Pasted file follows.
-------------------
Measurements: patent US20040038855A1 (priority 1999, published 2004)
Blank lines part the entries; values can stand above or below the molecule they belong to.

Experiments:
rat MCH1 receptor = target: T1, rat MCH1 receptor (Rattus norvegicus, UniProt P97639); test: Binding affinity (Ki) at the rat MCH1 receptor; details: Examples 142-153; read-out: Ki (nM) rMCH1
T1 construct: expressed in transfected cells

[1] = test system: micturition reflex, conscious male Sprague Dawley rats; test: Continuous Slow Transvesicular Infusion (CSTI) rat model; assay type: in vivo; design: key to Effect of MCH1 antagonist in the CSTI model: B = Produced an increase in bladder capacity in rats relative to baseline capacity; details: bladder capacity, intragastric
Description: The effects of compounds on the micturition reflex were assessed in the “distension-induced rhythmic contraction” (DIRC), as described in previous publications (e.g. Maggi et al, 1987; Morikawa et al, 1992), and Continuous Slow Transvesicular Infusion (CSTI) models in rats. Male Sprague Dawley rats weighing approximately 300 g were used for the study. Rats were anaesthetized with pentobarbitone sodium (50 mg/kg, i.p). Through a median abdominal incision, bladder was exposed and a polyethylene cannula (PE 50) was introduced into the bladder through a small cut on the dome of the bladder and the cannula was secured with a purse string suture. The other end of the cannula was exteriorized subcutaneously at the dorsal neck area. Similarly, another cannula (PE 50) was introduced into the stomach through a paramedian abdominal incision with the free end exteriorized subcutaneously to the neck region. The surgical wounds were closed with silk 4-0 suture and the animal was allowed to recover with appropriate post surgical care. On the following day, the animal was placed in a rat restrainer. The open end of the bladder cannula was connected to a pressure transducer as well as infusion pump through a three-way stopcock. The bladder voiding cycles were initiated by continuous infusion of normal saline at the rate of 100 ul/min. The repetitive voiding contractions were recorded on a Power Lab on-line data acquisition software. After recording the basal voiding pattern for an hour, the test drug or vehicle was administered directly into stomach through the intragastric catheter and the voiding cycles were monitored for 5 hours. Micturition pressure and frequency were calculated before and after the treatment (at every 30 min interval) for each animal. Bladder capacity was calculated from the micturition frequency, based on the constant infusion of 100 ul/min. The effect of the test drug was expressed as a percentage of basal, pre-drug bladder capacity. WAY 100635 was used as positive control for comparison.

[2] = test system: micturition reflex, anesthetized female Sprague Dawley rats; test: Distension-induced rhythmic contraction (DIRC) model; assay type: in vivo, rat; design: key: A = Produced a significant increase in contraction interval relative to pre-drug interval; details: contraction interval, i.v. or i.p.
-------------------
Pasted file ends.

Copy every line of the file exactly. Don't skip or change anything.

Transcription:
Measurements: patent US20040038855A1 (priority 1999, published 2004)
Blank lines part the entries; values can stand above or below the molecule they belong to.

Experiments:
rat MCH1 receptor = target: T1, rat MCH1 receptor (Rattus norvegicus, UniProt P97639); test: Binding affinity (Ki) at the rat MCH1 receptor; details: Examples 142-153; read-out: Ki (nM) rMCH1
T1 construct: expressed in transfected cells

[1] = test system: micturition reflex, conscious male Sprague Dawley rats; test: Continuous Slow Transvesicular Infusion (CSTI) rat model; assay type: in vivo; design: key to Effect of MCH1 antagonist in the CSTI model: B = Produced an increase in bladder capacity in rats relative to baseline capacity; details: bladder capacity, intragastric
Description: The effects of compounds on the micturition reflex were assessed in the “distension-induced rhythmic contraction” (DIRC), as described in previous publications (e.g. Maggi et al, 1987; Morikawa et al, 1992), and Continuous Slow Transvesicular Infusion (CSTI) models in rats. Male Sprague Dawley rats weighing approximately 300 g were used for the study. Rats were anaesthetized with pentobarbitone sodium (50 mg/kg, i.p). Through a median abdominal incision, bladder was exposed and a polyethylene cannula (PE 50) was introduced into the bladder through a small cut on the dome of the bladder and the cannula was secured with a purse string suture. The other end of the cannula was exteriorized subcutaneously at the dorsal neck area. Similarly, another cannula (PE 50) was introduced into the stomach through a paramedian abdominal incision with the free end exteriorized subcutaneously to the neck region. The surgical wounds were closed with silk 4-0 suture and the animal was allowed to recover with appropriate post surgical care. On the following day, the animal was placed in a rat restrainer. The open end of the bladder cannula was connected to a pressure transducer as well as infusion pump through a three-way stopcock. The bladder voiding cycles were initiated by continuous infusion of normal saline at the rate of 100 ul/min. The repetitive voiding contractions were recorded on a Power Lab on-line data acquisition software. After recording the basal voiding pattern for an hour, the test drug or vehicle was administered directly into stomach through the intragastric catheter and the voiding cycles were monitored for 5 hours. Micturition pressure and frequency were calculated before and after the treatment (at every 30 min interval) for each animal. Bladder capacity was calculated from the micturition frequency, based on the constant infusion of 100 ul/min. The effect of the test drug was expressed as a percentage of basal, pre-drug bladder capacity. WAY 100635 was used as positive control for comparison.

[2] = test system: micturition reflex, anesthetized female Sprague Dawley rats; test: Distension-induced rhythmic contraction (DIRC) model; assay type: in vivo, rat; design: key: A = Produced a significant increase in contraction interval relative to pre-drug interval; details: contraction interval, i.v. or i.p.